Startup aims to make vision care more accessible in developing world

QuickSee on a white table, surrounded by test lenses

Rob Matheson
MIT News Office

Vision impairment is a major global issue. More than 2 billion people worldwide don’t have access to corrective lenses.

Getting eyeglasses prescriptions is especially difficult in developing countries. Optometrists are generally located in urban centers and rarely see patients from rural areas, so many people suffer from uncorrected impairments. According to the World Health Organization, this can lead to impaired quality of life, learning difficulties, and lost employment opportunities and finances.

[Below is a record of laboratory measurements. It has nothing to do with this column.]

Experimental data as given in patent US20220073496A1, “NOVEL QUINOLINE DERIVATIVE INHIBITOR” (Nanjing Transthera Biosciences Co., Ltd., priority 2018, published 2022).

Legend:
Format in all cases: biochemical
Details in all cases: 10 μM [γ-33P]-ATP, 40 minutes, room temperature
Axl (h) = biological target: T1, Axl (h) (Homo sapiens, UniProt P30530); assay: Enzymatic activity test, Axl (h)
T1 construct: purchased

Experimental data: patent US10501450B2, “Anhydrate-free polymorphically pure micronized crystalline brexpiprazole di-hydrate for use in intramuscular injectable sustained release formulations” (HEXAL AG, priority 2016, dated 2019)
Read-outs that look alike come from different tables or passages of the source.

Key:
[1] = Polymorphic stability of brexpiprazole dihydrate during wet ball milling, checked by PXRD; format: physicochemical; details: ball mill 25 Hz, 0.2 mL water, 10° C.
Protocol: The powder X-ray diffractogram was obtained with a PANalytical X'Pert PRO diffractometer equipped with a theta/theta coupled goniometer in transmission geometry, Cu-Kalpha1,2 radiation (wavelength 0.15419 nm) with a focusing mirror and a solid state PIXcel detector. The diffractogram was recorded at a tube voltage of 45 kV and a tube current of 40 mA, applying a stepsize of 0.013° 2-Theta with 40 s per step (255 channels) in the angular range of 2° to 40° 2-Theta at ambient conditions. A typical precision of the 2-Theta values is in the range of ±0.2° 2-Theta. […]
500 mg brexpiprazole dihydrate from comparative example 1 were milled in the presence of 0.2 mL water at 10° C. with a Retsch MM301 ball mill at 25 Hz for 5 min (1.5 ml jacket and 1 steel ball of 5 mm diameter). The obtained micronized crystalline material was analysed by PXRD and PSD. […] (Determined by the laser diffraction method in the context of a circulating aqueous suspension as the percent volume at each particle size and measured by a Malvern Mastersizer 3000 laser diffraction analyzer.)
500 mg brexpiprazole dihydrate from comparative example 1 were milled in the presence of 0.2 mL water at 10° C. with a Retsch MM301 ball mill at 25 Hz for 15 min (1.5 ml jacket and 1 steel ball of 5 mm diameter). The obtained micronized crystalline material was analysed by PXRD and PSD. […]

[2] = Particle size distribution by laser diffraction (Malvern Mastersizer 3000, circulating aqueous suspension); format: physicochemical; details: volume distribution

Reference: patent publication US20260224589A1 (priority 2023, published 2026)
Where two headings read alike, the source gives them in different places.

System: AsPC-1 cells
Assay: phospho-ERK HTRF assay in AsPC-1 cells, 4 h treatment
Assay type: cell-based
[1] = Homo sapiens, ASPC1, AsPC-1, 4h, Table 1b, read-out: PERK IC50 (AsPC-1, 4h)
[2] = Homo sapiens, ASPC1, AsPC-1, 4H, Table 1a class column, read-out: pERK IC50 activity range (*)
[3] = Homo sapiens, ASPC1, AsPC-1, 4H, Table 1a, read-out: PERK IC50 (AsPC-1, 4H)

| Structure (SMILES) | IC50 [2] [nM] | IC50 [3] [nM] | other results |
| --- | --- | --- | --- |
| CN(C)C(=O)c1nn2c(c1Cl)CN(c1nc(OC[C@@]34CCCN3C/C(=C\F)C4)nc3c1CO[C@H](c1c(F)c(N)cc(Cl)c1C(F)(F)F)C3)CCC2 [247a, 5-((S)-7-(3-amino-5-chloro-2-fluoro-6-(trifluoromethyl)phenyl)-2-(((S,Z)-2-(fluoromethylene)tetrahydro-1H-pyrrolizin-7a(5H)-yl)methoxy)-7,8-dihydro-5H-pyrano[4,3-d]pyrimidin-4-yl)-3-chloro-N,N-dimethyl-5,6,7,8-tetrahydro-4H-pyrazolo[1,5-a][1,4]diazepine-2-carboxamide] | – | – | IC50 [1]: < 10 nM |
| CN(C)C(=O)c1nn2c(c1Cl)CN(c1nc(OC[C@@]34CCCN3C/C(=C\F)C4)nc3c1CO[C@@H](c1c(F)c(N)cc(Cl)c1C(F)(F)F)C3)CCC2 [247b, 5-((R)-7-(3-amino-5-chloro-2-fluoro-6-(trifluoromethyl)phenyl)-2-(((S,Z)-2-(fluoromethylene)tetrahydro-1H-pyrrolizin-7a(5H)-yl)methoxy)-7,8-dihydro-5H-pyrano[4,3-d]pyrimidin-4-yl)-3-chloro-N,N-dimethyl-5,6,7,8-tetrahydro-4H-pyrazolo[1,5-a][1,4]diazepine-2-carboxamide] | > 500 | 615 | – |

Now MIT spinout PlenOptika aims to correct this issue with a highly accurate, portable autorefractor that measures refractive errors of the eye and produces estimated prescriptions in 10 seconds. Moreover, it’s more affordable than the current technology, with the potential to reach patients in previously inaccessible areas of developing countries.

Read the full story on MIT News

Accuracy without compromise

Doctor refracting a patient who is in their car

The world is emerging from months of seclusion. Patients need your help. QuickSee can help you provide excellent vision care more safely.